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16/10/2015 09:13

Readers’ Homes

Style notes


Emulate Alison’s timeless look with stylish buys fit for a period property

9 8


7 3






1 WALLPAPER Add an exotic look with this Tropicana wallpaper, which features stylised palm leaves in shades of bronze with metallic highlights, £59 per roll, Fabrics & Papers. 2 CANDLE Inspired by its signature store in London, The White Company’s two-wick Symons candle, £35, blends sumptuous

cashmere, smooth white amber, crisp cotton, cedarwood and peony. 3 TREE Made up from three different styled branches, this artificial Canadian spruce tree features pinecones and a folding stand, H195cm, £149.99, Gifts & Plants. 4 CRACKER BHS’ Kraft and Red glitter snowflake luxury crackers come in

For suppliers’ details, turn to stockists page

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packs of six, comprising two designs, £16. 5 MIRROR Traditional in every way, this doubleframed gold gilt Belle mirror has bevelled glass, gesso detailing, and can be hung as portrait or landscape, H86xW117cm, £235, Ayers & Graces. 6 CAKE DOME Show off your baking skills by displaying your goodies

in this elegant handmade soda lime glass serving stand, H27.5xDia.29cm, £55, Oliver Bonas. 7 WREATH Decorate a dresser with this pretty heart-shaped red berry wreath. It has a generous layer of red berries with green leaves wrapped around wintery woodland twigs, H34xW30cm, £24, The Contemporary Home.

8 BED Sleep peacefully in this Edwardian-style Castello bed, which has a cast-steel frame with brass finials and beech slats, £449 for a kingsize. Marks & Spencer. 9 RIBBON Use this Merry Christmas cotton ribbon for hanging up wreaths, cards and as a finishing touch for gifts, £1.94 for 5m at Luck & Luck. DECEMBER 2015 87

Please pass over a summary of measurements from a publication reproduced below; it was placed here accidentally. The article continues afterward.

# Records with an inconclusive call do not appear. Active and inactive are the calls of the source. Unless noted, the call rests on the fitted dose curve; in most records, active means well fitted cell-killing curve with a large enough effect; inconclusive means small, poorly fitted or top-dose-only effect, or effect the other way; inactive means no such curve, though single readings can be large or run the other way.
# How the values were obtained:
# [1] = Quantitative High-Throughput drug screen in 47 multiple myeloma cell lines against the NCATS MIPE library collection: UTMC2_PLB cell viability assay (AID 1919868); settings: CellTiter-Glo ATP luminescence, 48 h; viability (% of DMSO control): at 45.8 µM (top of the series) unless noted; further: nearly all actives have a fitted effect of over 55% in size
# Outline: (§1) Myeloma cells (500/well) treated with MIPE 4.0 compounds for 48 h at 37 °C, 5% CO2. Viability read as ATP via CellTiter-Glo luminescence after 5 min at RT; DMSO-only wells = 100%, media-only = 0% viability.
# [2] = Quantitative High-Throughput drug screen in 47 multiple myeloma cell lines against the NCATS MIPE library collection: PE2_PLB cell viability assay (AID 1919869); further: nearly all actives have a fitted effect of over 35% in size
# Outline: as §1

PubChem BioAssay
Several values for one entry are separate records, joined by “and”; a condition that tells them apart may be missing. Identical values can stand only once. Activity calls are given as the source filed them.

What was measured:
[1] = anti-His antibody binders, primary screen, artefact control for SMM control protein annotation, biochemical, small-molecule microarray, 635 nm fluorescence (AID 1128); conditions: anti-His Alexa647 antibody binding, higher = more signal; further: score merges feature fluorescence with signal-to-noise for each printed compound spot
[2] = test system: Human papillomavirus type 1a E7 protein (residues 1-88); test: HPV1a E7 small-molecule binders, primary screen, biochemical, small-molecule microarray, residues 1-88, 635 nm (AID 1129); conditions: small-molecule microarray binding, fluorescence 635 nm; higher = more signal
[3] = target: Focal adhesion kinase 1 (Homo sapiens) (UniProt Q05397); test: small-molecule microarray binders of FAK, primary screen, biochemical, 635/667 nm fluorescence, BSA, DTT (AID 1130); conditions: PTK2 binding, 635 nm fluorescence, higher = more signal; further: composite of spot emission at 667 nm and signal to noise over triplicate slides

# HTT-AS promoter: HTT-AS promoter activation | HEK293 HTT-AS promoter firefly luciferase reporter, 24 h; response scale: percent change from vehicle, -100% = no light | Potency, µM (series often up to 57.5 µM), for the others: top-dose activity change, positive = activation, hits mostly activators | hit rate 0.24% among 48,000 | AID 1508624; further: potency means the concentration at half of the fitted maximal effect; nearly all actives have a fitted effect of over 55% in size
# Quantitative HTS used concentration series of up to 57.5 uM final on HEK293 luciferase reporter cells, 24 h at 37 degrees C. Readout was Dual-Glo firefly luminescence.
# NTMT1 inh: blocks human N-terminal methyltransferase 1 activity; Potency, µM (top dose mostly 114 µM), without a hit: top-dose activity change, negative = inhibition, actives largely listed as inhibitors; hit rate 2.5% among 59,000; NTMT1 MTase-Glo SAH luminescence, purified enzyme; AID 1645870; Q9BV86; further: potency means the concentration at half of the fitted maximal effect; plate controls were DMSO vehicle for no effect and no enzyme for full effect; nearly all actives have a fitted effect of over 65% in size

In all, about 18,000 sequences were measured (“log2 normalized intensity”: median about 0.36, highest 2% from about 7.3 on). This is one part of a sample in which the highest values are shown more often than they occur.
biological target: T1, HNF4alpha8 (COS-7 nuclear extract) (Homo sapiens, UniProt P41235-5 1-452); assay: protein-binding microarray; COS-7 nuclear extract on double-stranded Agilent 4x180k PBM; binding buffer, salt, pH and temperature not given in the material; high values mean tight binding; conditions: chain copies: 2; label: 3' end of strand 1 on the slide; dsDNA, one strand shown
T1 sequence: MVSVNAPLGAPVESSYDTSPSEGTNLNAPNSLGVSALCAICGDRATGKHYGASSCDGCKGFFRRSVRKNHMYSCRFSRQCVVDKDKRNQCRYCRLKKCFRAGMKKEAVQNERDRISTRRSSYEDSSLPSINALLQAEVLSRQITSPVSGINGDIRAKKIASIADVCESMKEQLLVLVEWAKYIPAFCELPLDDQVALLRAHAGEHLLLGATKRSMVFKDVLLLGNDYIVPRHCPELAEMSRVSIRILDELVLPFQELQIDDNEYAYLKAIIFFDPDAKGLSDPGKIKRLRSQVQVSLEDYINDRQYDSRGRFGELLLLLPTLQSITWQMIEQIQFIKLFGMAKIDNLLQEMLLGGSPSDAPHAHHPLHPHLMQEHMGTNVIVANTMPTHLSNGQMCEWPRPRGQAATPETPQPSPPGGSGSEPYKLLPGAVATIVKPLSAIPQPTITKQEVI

16/10/2015 10:28





CALL US: 0800 862 0878


DISCOVER MORE ONLINE: 15/10/2015 11:26




Support some of Britain’s designermakers this festive season, with our selection of handcrafted wares


Mouse King, H10-11cm, £23.80; Baltic Skaters pair, H13-14cm, £43 (

Halinka’s Fairies

Halinka Fraser used to travel the world as a theatre designer, creating sets for plays and opera, but her hanging ‘fairy’ figurines were born years later when she needed to raise the money to send her eldest daughter to ballet school. Once more, theatre provided the inspiration for her little cast of characters, from graceful skaters to anthropomorphic animals; last Christmas her mice were stars of Harrods’ captivating window display. ‘I am grateful to my Polish grandmother, who taught me how to sew when I was five,’ she says.

From her spare room in the attic, Amy runs her online homeware business, designing and making a range of fabric accessories. ‘For my 16th birthday, my mother gave me a sewing machine on the proviso that I take A Level textiles. I didn’t, but her investment came good when I went to Loughborough University to study printed textiles. Eleven years on, the sewing machine is still put to good use,’ she says. Amy’s latest Secret Garden design weaves together flora and fauna. ‘It’s the process of exploring initial ideas all the way through to the final designs that really excites me.’

Sharon McSwiney Copper acer leaf, £12; brass pinecones, £12£14 (sharonmc

Coils of wire, drawers of etched components, and sheets of metal all have their place alongside collections of buttons, feathers and shells in metalworker Sharon McSwiney’s peaceful garden studio in St Ives. ‘They all act as inspiration,’ says Sharon, who has been handcrafting jewellery and

Handmade Secret Garden microwaveable lavender scented bottle wheatbag, H25xW18cm, £30; and wheatbag, H55xW17cm, £32 (